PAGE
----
The hepatocyte growth factor (HGF) and its transmembrane tyrosine kinase receptor, cellular MET (cMET) promote cell survival, proliferation, migration, and invasion via modulation of epithelial-mesenchymal interactions. HGF-cMET signaling is critical for normal processes such as embryogenesis, organogenesis, and postnatal tissue repair after acute injury. HGF-cMET axis activation is also implicated in cellular invasion and metastases through induction of increased proliferation (mitogenesis), migration and mobility (motogenesis), three-dimensional epithelial cell organization (morphogenesis), and angiogenesis.

2. HGF-cMET Axis

HGF was first discovered in 1984 as a mitogenic protein for rat hepatocytes in vitro [8]. HGF was subsequently found to be indistinguishable from scatter factor, a fibroblast-derived motility factor promoting epithelial cell dispersal [9] and three-dimensional branching tubulogenesis [10]. HGF is secreted primarily by mesenchymal cells (or by stellate and endothelial cells in the liver) as an inactive single-chain precursor (pro-HGF) which is bound to heparin proteoglycans within the extracellular matrix [11]. HGF transcription is upregulated by inflammatory modulators such as tumor necrosis factor alpha, IL-1, IL-6, TGF-beta, and VEGF [11, 12]. Circulating pro-HGF undergoes proteolytic conversion via extracellular proteases including HGF activator (HGFA), urokinase-type plasminogen activator, factors XII and XI, matriptase, and hepsin [8] into an active two-polypeptide chain heterodimeric linked by a disulfide bond. HGFA is a serine protease which is secreted primarily by the liver and circulates as pro-HGFA; pro-HGFA is activated by thrombin in response to tissue injury and malignant transformation [13, 14]. The active form of HGF includes an α-chain containing four kringle domains (K1 to K4) and an amino-terminal loop domain (N), and a β-chain (C-terminal) containing a serine protease homology (SPH) domain [12].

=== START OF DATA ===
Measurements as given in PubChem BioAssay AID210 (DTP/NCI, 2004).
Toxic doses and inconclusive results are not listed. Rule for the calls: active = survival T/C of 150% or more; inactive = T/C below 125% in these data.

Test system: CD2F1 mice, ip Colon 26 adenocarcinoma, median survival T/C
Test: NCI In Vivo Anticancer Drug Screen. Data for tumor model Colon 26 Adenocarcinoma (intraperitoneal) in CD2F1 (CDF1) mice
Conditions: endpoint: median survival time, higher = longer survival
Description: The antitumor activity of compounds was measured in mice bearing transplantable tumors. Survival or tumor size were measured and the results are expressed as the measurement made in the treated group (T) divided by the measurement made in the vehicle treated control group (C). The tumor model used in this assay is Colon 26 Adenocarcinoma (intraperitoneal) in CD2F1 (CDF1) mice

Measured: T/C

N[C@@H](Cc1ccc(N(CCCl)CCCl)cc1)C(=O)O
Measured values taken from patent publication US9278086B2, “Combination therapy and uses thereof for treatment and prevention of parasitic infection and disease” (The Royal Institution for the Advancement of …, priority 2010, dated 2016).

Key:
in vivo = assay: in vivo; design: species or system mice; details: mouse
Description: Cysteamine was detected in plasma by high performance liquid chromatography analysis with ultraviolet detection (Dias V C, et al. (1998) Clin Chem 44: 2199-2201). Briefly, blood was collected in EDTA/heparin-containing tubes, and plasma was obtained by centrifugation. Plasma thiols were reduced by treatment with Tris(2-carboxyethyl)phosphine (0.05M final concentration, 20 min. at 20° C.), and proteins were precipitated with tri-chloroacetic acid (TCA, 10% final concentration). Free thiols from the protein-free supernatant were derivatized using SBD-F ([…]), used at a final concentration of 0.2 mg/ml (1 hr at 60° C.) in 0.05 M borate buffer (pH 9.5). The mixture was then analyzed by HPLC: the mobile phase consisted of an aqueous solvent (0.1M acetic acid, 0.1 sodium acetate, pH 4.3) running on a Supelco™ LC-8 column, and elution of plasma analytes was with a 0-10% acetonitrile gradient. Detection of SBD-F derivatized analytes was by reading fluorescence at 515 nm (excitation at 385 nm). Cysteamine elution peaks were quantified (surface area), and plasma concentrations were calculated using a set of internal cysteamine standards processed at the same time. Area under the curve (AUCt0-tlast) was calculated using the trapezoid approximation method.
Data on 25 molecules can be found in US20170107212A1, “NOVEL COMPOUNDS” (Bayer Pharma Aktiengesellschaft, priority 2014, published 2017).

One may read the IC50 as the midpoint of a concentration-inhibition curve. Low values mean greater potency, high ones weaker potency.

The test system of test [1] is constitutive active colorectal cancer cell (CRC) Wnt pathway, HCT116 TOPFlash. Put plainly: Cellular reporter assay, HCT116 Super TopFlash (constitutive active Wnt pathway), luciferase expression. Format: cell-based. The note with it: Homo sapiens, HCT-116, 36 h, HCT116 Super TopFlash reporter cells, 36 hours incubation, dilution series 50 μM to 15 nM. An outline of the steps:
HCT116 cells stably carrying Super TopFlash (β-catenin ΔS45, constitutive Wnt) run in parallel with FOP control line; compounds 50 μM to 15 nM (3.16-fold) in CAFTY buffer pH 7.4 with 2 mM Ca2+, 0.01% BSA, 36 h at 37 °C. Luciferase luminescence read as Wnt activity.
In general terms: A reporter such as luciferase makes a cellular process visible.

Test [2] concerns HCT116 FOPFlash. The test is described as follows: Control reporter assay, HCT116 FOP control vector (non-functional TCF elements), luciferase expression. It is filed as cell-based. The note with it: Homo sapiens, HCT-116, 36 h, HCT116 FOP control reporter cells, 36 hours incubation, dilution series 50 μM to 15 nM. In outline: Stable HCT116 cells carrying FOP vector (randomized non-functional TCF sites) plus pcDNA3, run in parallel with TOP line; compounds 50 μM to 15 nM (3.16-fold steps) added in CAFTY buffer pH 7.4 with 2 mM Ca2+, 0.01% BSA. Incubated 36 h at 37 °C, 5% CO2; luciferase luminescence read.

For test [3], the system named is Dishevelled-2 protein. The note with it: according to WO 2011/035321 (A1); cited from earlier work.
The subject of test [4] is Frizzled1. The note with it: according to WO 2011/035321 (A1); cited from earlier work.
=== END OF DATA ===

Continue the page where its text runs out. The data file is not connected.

HGF is a ligand for the MET receptor, also known as cellular MET or cMET [15]. The MET protooncogene was first isolated in 1984 from a human osteosarcoma-derived cell line driven by a chromosomal rearrangement TPR-MET, resulting from fusion of translocated promoter region located on chromosome 1q25 and MET sequence located on chromosome 7q31 [16]. The TPR-MET rearrangement encodes for a prototype of the cMET receptor tyrosine kinase family. The cMET receptor is expressed predominantly on the surface of endothelial and epithelial cells of many organs, including the liver, kidney, prostate, pancreas, kidney, muscle, and bone marrow [7]. Like HGF, cMET is synthesized as an inactive single-chain precursor and undergoes proteolytic cleavage into a disulfide linked heterodimer consisting of an extracellular α-chain and transmembrane β-chain. The β-chain contains an extracellular domain, transmembrane domain, and cytoplasmic portion. The extracellular domain includes an amino-terminal semaphorin domain, terminal cysteine-rich PSI domain, and four IPT repeat immunoglobulin domains [17]. The cytoplasmic portion includes a juxtamembrane region including two phosphorylation sites, a tyrosine kinase (TK) domain and a carboxyl terminal region for substrate docking [18].

Under normal conditions, HGF interacts with cMET via a paracrine signaling loop and triggers cMET kinase activation within the cytoplasmic portion (see Figure 1). HGF contains two cMET binding sites including a high affinity constitutively active site on the α-chain (N-terminal and first kringle domain, or N-K1) and a low affinity site on the β-chain (C-terminal) [8, 19]. The exact mechanism of cMET receptor activation and the contribution of both binding sites to receptor activation by full length HGF are not yet established, although it is evident that both α- and β-chain sites have distinct functions. While α-chain N-K1 portion activates cMET and induces MET dimerization [20], β-chain residues bind cMET once the receptor is already occupied by HGF N-K4 and subsequently induce phosphorylation and downstream signaling [19].